These are the highlights we see so far from the just-released 2014 OVDP FAQ
50% offshore penalty for those whose bank is under investigation and submit a disclosure after June 30 2014.
Streamlined domestic program for those who can certify non-wilfulness can opt for a 5% penalty.
Streamlined rules for ex-pats liberated
Other 5% and 12.5% penalties superseded
Opt-out may still be the best option for those wanted to get finality and argue for no FBAR penalty.
The IRS has announced new rules changes; the 2014 Offshore Voluntary Disclosure Program.
We see two diverging reasons. First, many taxpayers will have their information reported to the IRS by their foreign banks because of FATCA, thus, any voluntary disclosure isn't all that voluntary, or even much of a disclosure. That is, the IRS will have the account information before the taxpayer has a chance to "come clean."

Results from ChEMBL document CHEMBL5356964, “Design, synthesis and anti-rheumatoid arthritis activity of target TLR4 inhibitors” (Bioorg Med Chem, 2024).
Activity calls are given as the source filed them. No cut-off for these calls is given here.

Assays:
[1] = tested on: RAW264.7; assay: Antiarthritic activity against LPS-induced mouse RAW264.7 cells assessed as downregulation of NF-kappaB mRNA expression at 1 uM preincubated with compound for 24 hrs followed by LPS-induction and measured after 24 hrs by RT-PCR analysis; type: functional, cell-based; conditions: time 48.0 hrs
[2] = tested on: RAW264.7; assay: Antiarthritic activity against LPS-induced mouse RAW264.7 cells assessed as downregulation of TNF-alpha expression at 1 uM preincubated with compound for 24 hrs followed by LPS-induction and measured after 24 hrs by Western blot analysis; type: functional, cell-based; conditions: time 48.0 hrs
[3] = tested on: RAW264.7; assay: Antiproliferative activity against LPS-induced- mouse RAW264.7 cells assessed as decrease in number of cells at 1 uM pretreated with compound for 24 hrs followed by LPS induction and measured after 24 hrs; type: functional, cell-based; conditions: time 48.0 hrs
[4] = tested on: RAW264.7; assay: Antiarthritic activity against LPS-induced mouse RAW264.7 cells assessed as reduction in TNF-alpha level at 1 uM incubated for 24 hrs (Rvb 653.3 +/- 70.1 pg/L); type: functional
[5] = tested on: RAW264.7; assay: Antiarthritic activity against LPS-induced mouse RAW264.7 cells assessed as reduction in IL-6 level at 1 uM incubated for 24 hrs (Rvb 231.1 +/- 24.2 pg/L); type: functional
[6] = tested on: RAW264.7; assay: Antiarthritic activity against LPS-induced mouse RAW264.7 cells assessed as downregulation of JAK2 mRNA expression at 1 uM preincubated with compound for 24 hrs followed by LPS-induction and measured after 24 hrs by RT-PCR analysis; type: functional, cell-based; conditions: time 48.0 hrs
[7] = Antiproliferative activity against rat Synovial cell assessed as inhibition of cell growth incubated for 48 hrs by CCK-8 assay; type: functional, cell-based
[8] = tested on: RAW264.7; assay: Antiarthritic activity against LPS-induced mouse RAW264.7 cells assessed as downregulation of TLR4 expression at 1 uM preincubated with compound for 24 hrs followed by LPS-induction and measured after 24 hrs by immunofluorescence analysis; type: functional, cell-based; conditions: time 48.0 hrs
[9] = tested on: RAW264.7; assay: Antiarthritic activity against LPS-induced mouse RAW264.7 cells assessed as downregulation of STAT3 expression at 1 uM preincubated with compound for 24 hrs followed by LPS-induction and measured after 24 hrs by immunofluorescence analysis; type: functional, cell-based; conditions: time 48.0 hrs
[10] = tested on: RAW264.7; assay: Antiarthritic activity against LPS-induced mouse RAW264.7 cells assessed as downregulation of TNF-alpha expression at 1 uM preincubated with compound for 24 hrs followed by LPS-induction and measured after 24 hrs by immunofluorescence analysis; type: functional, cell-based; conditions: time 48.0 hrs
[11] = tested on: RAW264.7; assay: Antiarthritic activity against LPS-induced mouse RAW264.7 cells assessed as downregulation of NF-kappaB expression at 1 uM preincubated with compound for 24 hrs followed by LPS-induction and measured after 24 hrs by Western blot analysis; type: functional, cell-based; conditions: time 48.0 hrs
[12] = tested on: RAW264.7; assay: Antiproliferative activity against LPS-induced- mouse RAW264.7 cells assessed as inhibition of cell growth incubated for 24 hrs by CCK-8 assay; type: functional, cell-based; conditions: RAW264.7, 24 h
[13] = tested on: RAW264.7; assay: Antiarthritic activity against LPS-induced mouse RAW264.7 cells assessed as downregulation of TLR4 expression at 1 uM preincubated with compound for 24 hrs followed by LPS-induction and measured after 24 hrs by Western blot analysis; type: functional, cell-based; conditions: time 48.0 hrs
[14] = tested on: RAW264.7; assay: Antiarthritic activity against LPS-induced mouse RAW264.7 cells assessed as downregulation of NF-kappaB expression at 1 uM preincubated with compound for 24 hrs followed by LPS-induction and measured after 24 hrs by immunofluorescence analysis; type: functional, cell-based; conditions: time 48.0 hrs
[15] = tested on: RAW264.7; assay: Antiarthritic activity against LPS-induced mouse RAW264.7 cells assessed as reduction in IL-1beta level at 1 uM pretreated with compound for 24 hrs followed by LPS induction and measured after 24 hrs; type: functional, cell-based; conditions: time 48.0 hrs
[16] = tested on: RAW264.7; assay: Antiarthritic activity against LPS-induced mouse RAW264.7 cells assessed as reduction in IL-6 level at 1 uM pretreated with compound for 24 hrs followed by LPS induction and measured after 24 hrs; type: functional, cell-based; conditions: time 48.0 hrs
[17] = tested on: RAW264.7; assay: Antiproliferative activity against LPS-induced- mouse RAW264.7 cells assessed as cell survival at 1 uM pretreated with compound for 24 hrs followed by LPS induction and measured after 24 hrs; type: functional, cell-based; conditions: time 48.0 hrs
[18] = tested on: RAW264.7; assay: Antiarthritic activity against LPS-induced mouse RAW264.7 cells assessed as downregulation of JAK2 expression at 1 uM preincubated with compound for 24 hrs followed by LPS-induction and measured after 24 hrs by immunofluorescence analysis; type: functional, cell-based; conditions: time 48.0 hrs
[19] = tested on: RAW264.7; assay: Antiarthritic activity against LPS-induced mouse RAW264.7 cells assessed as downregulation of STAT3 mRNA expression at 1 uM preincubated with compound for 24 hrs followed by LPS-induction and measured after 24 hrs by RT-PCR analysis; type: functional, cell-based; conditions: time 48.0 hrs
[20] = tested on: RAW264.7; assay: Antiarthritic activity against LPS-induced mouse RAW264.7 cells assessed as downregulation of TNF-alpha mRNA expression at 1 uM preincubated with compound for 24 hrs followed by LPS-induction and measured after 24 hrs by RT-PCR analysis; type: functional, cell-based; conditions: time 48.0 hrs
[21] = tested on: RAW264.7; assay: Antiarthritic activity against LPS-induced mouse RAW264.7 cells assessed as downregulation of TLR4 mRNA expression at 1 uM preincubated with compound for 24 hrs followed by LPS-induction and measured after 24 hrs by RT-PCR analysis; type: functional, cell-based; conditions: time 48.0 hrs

The other reason is that the IRS OVDI examiners have been overwhelmed with opt-out OVDPs from taxpayers who have "reasonable cause" for not filing an FBAR form. In the vast majority of OVDP clients we have, the taxpayers do have reasonable cause.
We know from experience that delays are measured in years, not months, to get an Opt-out Examiner assigned. The IRS simply is looking to cut a deal with those in the OVDP to accept a 5% penalty to close their case out instead of arguing for the 0% that they may be legally entitled to. Additionally, the IRS is unable to handle many of the so-called "soft" disclosures that have been filed and are giving taxpayers who have made such disclosures a way out.
Questions abound. What is the process for claiming a refund for those who have already come clean? Who should really NOT use the streamlined program. Who really should? If you need assistance, contact us. We can help.